4 to 8 hours
turn tape over each hour

To confirm the process, I sandwich a piece of cloth around the tape while rewinding. Figure Three shows what happens when the tape is not baked. A minimal amount of oxide shed is normal. Excess shed will cause friction to build up within the cloth. If so, re-bake.

Figure Three: An unbaked tape leaves a trail



Worn heads will aggravate the process of getting a good transfer. Figure Four, left, features three closeup views of a typical two-track head. Lighting anomalies conveniently darkened the wear pattern of the "worn head," which appears as a slightly curved horizontal bar in the center of the bottom image.  From the side-views above, arrows point to where oxide gets trapped in the grooves worn by the tape. Use a toothpick or business card to remove stubborn dirt from here. 

<-- Figure Four shows three views of a two-track quarter-inch head stack 

Worn heads like this one to the left should be re-lapped to improve high-frequency response and reduce low-frequency muddiness (head hump, as it's called.) To prevent a future groove from trapping dirt and degrading performance, relief slots can be cut into the surface, as indicated by arrows in the top view.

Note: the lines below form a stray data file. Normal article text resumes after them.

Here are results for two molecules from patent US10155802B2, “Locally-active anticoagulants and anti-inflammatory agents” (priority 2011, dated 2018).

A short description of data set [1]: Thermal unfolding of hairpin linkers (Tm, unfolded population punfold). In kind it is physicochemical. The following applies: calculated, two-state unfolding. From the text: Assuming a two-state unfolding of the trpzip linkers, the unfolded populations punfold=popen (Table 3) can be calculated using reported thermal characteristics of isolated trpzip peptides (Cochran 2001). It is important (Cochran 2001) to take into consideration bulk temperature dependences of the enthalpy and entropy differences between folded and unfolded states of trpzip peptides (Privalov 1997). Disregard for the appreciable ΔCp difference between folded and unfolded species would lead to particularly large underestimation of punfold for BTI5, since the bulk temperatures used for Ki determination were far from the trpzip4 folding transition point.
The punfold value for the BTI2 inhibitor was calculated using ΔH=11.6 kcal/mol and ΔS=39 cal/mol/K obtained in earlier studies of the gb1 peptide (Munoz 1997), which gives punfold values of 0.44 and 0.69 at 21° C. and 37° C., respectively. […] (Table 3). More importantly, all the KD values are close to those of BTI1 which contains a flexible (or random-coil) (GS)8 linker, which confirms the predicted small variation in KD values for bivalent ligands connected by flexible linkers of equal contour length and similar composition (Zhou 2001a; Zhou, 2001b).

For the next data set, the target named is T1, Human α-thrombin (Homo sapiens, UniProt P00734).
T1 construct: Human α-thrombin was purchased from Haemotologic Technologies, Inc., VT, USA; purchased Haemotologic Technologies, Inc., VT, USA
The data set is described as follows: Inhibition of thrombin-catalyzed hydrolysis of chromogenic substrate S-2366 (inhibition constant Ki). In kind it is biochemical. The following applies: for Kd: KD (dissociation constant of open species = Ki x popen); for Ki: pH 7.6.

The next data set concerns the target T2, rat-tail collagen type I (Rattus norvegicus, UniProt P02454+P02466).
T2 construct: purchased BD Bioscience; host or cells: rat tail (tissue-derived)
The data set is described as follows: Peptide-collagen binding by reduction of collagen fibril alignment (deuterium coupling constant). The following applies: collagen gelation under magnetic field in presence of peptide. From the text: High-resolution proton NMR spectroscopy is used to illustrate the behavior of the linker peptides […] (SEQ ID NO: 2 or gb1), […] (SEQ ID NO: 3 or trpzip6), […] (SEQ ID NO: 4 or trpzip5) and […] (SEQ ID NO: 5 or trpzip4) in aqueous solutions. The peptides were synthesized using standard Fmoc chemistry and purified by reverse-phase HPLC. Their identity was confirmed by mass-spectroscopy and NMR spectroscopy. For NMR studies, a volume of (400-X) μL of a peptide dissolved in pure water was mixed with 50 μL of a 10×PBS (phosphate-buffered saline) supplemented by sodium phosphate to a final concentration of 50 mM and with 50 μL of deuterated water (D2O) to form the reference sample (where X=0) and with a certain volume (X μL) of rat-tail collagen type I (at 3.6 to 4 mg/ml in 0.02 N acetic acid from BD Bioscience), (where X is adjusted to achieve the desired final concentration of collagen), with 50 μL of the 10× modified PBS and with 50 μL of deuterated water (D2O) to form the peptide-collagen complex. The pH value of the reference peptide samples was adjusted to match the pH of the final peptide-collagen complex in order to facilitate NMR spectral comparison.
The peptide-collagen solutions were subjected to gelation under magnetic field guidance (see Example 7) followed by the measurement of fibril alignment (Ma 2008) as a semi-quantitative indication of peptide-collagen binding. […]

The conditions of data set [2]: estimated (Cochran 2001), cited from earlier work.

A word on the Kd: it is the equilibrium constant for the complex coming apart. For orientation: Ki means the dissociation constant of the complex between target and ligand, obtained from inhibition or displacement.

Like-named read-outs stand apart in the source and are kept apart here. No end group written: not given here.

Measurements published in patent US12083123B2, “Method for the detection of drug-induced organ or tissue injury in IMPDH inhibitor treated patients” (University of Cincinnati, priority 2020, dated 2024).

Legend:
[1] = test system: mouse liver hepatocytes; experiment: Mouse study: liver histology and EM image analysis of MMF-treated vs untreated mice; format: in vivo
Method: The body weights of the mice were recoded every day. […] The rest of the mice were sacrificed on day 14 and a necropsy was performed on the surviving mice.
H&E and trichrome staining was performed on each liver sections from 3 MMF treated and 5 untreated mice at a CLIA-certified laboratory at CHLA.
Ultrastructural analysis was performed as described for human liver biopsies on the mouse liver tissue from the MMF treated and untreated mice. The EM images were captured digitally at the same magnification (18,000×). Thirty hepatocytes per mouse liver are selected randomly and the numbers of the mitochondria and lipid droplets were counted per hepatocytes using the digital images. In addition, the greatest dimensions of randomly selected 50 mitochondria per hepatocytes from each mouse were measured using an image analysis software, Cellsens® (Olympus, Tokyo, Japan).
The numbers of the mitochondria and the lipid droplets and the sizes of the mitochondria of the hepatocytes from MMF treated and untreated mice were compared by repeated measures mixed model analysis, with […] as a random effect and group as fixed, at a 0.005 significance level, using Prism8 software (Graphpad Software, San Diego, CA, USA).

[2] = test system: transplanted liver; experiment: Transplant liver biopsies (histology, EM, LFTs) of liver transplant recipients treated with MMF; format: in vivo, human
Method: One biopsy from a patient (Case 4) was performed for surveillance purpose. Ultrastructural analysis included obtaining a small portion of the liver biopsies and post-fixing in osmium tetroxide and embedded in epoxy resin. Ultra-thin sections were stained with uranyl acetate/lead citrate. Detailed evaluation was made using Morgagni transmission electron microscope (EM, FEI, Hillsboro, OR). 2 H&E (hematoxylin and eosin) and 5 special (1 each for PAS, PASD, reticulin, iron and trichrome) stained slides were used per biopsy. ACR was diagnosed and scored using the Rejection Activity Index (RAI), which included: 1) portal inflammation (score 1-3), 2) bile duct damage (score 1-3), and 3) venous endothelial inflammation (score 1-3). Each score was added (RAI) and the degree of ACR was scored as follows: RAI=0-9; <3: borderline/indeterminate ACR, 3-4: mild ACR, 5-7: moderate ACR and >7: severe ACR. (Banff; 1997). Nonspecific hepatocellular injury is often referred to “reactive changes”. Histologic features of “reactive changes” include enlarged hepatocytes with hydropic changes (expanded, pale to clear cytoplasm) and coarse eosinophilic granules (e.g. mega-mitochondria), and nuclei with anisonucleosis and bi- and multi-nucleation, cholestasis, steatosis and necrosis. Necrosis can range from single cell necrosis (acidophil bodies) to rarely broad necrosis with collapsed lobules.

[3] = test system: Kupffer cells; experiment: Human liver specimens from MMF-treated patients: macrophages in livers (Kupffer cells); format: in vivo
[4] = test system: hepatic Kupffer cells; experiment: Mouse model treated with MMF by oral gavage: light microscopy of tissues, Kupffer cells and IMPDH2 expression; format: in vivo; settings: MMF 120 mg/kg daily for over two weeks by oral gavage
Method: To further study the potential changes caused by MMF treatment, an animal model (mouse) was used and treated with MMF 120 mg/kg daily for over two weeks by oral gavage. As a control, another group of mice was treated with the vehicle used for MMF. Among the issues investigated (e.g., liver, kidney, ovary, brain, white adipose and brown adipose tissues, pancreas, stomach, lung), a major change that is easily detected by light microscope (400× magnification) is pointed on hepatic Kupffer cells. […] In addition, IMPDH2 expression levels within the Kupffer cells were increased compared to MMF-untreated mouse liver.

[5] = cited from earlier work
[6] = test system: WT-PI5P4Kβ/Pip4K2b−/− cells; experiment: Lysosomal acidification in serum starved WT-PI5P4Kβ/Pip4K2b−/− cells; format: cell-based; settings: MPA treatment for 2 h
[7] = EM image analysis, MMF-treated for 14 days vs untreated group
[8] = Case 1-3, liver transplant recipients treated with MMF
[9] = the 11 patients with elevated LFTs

Contact John French, at JRF Magnetic Sciences (973-579-5773) for further details on magnetic tape head restoration and storage, and other related services and products.


Eddie has a library of tapes to restore from his days as Italian heavy-mental crooner, "Fred Zeppole." He is currently restoring tapes from 1976 to 1980.

© 1998 Eddie Ciletti 

 LeafNote from Wendy: Thanks to Eddie Ciletti, for permission to reuse this article, somewhat edited and expanded, on our site. This and other excellent studio information, clearly and wittily presented, can be found on Eddie's fascinating Tangible Technology website -- take a look!